Erik and I had left the cramped quarters of Shmuel's so-called guest house and moved into a small building that professor Hubnoth assigned to us. The roof didn't leak – not that it rained much – and it had new doors and windows. We drove to Málaga and bought some basic furniture at Ikea. Two beds, table, chairs, cupboards and had it delivered to our new home in the as yet unnamed village. All day long Marcel Hubnoth would throw suggestions around for new names for his pueblo and they all had Virgin in it. Nobody liked it.
“There are already so many names of villages with 'Virgen' in it. Think of something new,” I said.
I did not have much to do, as head of entertainment, as there were no guests to entertain. Progress was being made, though, and the place looked better and sweeter by the day. I started to like it, even though I had serious doubts about the viability of the plan. A resort. Who and how could we entice tourists to come and rent a home here for a week or two? I didn't see it happening. Still I went along with it, because it was thrilling to be involved in such a crazy and unlikely endeavour. There was a lot of good energy going around, thanks to the enthusiasm and unbridled fantasy and imagination of the professor and his friend.
Erik spent his days at our new table, a Skogsta, made of durable acacia wood that we both agreed would blend in well in our new home. If he wasn't reading Keats he would do endless calculations and keep an eye on the expenses. He complained a lot, but Marcel waved it all away. “Don't worry,” he kept saying, whenever Erik warned about excessive spending on – for example – a roundabout.
“What do you need a roundabout for?”, Erik asked despairingly. “There is only one street in the village and no more than 24 houses!”
“I like roundabouts,” was the simple answer the professor gave. “You can do wonderful things with them. Landscaping, a statue, a fountain.”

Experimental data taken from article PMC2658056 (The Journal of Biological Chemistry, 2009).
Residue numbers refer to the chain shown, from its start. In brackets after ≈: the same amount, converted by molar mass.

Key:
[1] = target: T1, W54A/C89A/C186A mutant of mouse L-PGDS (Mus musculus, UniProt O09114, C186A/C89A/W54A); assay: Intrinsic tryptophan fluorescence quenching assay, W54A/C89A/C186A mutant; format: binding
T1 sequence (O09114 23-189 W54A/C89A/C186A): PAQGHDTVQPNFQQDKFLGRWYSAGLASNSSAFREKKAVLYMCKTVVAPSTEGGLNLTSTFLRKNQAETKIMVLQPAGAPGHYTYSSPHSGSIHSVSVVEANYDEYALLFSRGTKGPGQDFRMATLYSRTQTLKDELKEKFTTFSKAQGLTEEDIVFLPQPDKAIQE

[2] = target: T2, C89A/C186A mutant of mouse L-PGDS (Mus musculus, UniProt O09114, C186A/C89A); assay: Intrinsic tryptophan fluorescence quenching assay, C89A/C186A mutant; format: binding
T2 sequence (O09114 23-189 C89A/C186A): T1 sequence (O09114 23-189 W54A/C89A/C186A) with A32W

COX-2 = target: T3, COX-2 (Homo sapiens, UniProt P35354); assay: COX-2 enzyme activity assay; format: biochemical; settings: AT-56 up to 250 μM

Erik just sighed and went back to his accounting.
Everyday, by the end of the afternoon, he went for a walk. “Stretch my legs,” he said and walked all the way to the haunted house only to come back around sunset, when evening's empire had returned into sand, and dancing underneath the purple skies like the pied piper of Hamelin. He danced and twirled as if swinging his partner around. An invisible partner, but with a strong presence.
Yesterday he carried a large terracotta pot with basil in it. As always he danced to the cemetery and stopped at the misplaced grave. Curious about the basil I joined him there.
“You have met before, haven't you?”, he asked me, pointing at the empty spot beside me.
I nodded, but had no idea what he was talking about.
“Her name is Isabella and she hates to be confused with Deborah, her mother, who died ages ago and has found eternal rest. Not so Isabella, her daughter. In this grave lies Isabella's lover Lorenzo who by her brothers was slain.”
Erik carefully put the pot of basil on Lorenzo's grave. “Can you smell that?”, he asked. “More balmy that its peers of basil-tufts in Florence.” Then he folded his arms as if holding a woman, comforting her, murmuring sweet words of solace.
“You read too much Keats,” I said, but Erik just smiled. “You need your head examined,” I added.
Erik took Isabella by the hand and danced her back to La Casa Embrujada. He returned after midnight and acted as if nothing out of the ordinary had happened.